After the arrival of Islam in India, some changes can be seen in religious practice as well. Religious ideas (especially Hindu and Muslim religions) were exchanged. However, in context of religious trends, the following two movements are the most noticeable −
Sufi Movement and
During the eleventh century, some of the Muslims (especially who had come from Persia and nearby regions) were fundamentally Sufis. They settled in different parts of India and soon gathered plenty of Indian followers.
The Sufi ideology promoted love and devotion as means of coming nearer to God. The true God’s devotees bound to came close (both) to God and to one's fellow men. Secondly, Sufis suggested that prayers, fasts, and rituals were not as important as the true love of God.
The Sufis, as they were promoting true love to God and fellow men, they were pretty flexible and tolerant for all other religions and sects, and advocated that the paths to God can be many.
The Sufis, further, promoted respect for all human beings. This was the reason that the orthodox Ulema did not approve of the ideology of Sufis and said that Sufi teachings were not in agreement with orthodox Islam.
Many of the Hindus also respected the Sufi saints and became followers. However, the Sufis did not attempt to deceive or convert Hindus to Islam, but rather advised Hindus to be better Hindus by loving the one true God.
One of the most popular Sufi saints was Muin-ud-din Chishti. He lived most of his life in the city of Ajmer (where he died in 1236).
Muin-ud-din Chishti emphasized on the devotional music and said that the devotional music is one of the ways to go closer to the God.
The Ulema did not approve of linking music with religion or God. However, Chishti's followers held gatherings at the places where some of the finest music could be heard.
The qawwali was a familiar form of singing at the sufi gatherings. Some songs sung in Hindi were also popular.
Baba Farid who lived at Ajodhan (now in Pakistan) was also a popular Sufi saint.
Nizam-ud-din Auliya was the Sufi saint who was loved by both the Sultans and by the public. His center was in the neighborhood of Delhi.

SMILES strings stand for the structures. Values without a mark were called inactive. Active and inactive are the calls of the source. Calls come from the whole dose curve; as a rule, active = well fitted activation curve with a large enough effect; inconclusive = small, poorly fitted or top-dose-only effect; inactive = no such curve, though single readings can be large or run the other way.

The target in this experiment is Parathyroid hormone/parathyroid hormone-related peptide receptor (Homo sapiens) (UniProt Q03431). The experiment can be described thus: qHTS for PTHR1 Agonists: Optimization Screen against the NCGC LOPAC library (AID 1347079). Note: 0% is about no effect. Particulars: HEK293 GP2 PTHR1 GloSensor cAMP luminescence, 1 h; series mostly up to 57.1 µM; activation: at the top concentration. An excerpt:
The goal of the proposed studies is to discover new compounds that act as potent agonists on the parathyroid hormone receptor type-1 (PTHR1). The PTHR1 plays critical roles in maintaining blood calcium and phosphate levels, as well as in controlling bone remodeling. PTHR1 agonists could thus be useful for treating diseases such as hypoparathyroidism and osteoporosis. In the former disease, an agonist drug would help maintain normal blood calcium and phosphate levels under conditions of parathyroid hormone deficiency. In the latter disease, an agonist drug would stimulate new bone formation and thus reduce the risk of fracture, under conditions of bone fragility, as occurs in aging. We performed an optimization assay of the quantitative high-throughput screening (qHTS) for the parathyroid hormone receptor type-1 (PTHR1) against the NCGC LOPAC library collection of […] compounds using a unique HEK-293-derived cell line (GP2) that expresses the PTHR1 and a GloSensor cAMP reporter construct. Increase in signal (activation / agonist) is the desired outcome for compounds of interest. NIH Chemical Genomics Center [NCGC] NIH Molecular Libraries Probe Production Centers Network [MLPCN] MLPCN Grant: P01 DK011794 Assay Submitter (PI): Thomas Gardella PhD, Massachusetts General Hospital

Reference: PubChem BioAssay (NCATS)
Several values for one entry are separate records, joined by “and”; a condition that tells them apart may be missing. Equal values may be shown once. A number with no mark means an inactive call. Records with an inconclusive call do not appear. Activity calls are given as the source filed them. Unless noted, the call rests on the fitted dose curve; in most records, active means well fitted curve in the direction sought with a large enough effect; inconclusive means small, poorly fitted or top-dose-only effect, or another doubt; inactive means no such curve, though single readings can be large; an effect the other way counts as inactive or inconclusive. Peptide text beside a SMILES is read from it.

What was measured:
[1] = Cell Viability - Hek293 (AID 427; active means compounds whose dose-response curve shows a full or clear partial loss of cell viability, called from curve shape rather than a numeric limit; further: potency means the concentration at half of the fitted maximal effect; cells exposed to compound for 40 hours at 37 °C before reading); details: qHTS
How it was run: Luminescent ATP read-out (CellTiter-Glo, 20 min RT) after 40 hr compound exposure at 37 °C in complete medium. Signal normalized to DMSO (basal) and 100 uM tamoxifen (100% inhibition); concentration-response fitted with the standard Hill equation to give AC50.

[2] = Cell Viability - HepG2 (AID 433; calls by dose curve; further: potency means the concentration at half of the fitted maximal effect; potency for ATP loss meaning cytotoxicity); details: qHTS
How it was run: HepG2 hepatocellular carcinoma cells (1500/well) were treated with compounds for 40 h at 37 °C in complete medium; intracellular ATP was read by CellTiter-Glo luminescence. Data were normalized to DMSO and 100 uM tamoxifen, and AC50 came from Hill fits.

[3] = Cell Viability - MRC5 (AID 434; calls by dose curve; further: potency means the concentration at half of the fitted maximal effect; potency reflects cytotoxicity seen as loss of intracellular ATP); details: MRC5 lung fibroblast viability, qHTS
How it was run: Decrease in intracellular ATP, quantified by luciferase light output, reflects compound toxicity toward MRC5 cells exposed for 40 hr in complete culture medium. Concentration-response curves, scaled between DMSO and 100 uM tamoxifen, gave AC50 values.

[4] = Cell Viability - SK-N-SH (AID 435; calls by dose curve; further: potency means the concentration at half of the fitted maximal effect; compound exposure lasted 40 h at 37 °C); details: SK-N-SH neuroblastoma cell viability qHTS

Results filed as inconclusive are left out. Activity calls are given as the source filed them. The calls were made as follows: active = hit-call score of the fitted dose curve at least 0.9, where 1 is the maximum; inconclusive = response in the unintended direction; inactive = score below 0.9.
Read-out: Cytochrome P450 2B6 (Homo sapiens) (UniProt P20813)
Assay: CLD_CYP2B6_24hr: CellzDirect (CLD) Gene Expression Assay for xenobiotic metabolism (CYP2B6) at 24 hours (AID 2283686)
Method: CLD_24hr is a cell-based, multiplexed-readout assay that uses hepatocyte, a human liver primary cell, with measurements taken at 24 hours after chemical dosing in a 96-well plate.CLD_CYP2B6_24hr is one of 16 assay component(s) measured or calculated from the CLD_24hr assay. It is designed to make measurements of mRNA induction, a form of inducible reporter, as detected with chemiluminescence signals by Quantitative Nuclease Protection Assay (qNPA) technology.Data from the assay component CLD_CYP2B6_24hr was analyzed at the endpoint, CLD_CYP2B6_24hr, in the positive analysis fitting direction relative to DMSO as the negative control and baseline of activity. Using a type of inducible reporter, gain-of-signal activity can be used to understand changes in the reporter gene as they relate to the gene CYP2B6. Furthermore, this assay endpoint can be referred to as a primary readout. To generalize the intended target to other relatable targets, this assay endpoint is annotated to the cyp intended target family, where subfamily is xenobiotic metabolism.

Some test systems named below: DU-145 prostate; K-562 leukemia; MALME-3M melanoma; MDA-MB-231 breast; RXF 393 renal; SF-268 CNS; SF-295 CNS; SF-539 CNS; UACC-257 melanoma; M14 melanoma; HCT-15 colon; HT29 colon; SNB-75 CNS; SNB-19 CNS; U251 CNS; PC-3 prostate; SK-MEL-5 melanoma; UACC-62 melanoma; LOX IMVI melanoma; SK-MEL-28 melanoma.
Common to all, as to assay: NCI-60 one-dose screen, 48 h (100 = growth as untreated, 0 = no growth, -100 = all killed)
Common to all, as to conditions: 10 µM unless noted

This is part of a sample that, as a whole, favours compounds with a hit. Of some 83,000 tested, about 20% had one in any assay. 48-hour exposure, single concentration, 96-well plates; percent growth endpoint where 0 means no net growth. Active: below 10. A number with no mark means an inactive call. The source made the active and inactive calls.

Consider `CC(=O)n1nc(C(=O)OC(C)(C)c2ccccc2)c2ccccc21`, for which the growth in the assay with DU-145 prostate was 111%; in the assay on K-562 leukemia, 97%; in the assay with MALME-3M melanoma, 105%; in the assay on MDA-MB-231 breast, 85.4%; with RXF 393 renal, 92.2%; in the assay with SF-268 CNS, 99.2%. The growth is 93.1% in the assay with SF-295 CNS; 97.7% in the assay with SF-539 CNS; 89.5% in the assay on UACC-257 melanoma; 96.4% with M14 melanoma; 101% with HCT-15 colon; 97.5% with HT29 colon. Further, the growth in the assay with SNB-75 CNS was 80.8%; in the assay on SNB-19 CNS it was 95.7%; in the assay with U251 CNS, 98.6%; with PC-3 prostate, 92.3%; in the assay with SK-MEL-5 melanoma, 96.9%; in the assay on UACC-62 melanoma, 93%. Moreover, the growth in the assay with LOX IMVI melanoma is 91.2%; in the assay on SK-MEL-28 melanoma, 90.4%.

Nizam-ud-din Auliya was a brave and honest man and he advocated with his free mind. If Nizam-ud-din Auliya did not like any action of even the Sultan, he said so and was not afraid as were so many other people.
During the seventh century, Bhakti movement evolved in the south part of the country (especially in the Tamil speaking regions). Over a period of time, it spread in all the directions.
The alvars and the nayannars of the Tamil devotional cult had started the tradition of preaching the idea of bhakti through hymns and stories.
Most of the saints of Bhakti movement were from the non-Brahman families.
Like Sufi ideology, the bhakti ideology also taught that the relationship between man and God was based on love, and worshipping God with devotion was better than merely performing any number of religious ceremonies. Bhakti Saints emphasized on the tolerance among men and religions.
Chaitanya, the devotee of Krishna, was a religious teacher who preached in Bengal. He composed many hymns dedicated to Krishna.
Chaitanya had traveled different parts of the country and gathered a group of his followers. At the end of his life, he settled at Puri in Orissa.
In Maharashtra, the Bhakti ideology was preached by Jnaneshvara. Jnaneshvara had translated Gita in Marathi.
Namadeva and in a later period, Tukaram, were the pretty popular saints of Bhakti movement.
Kabir, who was basically a weaver, was also a Bhakti saint (in Banaras). The dohas (or couplets), which Kabir composed and preached to his followers are still recited.
Kabir realized that religious differences do not matter, for what really matters is that everyone should love God. God has many names (e.g. Ram, Rahim, etc.). Therefore, he tried to make a bridge between the two religions, namely Hinduism and Islam.
The followers of Kabir had formed a separate group, popular as Kabirpanthis. Later, Surdas and Dadu continued the bhakti tradition.